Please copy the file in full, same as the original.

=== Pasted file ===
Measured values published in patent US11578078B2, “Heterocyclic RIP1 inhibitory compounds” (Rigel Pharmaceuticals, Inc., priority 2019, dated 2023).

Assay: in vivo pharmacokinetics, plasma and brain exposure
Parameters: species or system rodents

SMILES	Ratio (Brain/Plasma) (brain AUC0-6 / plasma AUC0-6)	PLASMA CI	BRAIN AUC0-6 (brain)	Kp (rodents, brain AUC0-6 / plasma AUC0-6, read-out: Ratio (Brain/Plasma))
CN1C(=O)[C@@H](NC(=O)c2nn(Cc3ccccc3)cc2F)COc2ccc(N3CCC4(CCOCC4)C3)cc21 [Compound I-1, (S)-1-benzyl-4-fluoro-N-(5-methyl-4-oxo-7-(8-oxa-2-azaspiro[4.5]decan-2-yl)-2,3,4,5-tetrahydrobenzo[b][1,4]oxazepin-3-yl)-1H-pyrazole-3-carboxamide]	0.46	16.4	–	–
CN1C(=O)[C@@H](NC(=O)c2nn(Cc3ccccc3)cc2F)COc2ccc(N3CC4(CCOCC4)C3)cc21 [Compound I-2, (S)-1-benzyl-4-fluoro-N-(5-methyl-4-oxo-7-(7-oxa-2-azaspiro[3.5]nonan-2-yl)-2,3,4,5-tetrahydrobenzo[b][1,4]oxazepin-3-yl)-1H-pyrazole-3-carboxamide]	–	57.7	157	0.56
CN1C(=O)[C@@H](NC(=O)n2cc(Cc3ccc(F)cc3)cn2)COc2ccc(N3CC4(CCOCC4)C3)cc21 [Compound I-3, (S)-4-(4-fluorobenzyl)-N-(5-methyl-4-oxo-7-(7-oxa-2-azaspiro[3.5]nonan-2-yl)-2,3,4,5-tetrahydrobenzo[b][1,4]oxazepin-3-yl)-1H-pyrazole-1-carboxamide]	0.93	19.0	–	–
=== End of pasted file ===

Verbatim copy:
Measured values published in patent US11578078B2, “Heterocyclic RIP1 inhibitory compounds” (Rigel Pharmaceuticals, Inc., priority 2019, dated 2023).

Assay: in vivo pharmacokinetics, plasma and brain exposure
Parameters: species or system rodents

SMILES	Ratio (Brain/Plasma) (brain AUC0-6 / plasma AUC0-6)	PLASMA CI	BRAIN AUC0-6 (brain)	Kp (rodents, brain AUC0-6 / plasma AUC0-6, read-out: Ratio (Brain/Plasma))
CN1C(=O)[C@@H](NC(=O)c2nn(Cc3ccccc3)cc2F)COc2ccc(N3CCC4(CCOCC4)C3)cc21 [Compound I-1, (S)-1-benzyl-4-fluoro-N-(5-methyl-4-oxo-7-(8-oxa-2-azaspiro[4.5]decan-2-yl)-2,3,4,5-tetrahydrobenzo[b][1,4]oxazepin-3-yl)-1H-pyrazole-3-carboxamide]	0.46	16.4	–	–
CN1C(=O)[C@@H](NC(=O)c2nn(Cc3ccccc3)cc2F)COc2ccc(N3CC4(CCOCC4)C3)cc21 [Compound I-2, (S)-1-benzyl-4-fluoro-N-(5-methyl-4-oxo-7-(7-oxa-2-azaspiro[3.5]nonan-2-yl)-2,3,4,5-tetrahydrobenzo[b][1,4]oxazepin-3-yl)-1H-pyrazole-3-carboxamide]	–	57.7	157	0.56
CN1C(=O)[C@@H](NC(=O)n2cc(Cc3ccc(F)cc3)cn2)COc2ccc(N3CC4(CCOCC4)C3)cc21 [Compound I-3, (S)-4-(4-fluorobenzyl)-N-(5-methyl-4-oxo-7-(7-oxa-2-azaspiro[3.5]nonan-2-yl)-2,3,4,5-tetrahydrobenzo[b][1,4]oxazepin-3-yl)-1H-pyrazole-1-carboxamide]	0.93	19.0	–	–